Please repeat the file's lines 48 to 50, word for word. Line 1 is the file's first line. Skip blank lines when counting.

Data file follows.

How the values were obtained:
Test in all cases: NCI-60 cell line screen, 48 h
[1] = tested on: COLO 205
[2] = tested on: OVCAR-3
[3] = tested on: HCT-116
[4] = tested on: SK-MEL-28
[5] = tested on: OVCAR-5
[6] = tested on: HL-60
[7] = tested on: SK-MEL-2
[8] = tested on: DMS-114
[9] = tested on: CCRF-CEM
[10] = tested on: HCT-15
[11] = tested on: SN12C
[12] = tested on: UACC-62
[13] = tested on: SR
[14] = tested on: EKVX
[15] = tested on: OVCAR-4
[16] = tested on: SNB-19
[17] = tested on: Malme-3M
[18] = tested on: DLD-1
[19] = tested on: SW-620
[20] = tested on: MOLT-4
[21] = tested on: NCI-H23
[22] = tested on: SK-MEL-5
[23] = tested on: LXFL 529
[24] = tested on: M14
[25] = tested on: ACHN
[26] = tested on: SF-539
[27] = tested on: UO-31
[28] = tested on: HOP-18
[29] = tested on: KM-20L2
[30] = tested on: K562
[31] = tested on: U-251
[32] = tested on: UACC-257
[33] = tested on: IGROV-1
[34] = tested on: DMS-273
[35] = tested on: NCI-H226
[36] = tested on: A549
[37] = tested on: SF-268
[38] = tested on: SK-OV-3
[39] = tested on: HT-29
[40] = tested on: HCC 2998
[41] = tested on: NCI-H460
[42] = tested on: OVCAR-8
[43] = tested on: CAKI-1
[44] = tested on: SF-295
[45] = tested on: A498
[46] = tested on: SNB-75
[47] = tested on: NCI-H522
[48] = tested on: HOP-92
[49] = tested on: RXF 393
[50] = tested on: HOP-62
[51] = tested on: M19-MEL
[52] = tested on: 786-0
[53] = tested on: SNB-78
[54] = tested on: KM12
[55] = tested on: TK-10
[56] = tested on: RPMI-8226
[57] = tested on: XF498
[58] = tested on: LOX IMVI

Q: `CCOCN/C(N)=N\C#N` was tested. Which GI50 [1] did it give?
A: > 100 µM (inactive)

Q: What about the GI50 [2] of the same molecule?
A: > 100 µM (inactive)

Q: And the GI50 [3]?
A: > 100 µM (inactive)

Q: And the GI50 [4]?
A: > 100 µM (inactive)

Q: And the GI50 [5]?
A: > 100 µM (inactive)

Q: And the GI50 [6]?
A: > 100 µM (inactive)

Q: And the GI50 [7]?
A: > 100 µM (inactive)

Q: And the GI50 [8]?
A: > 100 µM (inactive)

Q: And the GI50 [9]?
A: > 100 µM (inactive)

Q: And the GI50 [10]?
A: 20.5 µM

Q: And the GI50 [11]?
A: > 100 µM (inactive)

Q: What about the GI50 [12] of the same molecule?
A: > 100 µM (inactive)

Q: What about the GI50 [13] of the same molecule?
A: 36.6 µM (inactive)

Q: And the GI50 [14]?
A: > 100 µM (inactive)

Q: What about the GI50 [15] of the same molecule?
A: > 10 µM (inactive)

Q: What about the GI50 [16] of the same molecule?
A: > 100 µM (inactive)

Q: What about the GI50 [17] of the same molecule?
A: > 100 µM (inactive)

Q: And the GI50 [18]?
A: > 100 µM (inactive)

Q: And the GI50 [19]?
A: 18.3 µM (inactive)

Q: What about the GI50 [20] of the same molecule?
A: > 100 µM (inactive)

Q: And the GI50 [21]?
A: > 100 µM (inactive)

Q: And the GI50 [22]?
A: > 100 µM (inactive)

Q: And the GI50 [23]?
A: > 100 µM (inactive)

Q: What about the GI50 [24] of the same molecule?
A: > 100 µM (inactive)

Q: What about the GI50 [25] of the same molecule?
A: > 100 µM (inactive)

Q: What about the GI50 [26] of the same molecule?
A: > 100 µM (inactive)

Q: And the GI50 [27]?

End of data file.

[46] = tested on: SNB-75
[47] = tested on: NCI-H522
[48] = tested on: HOP-92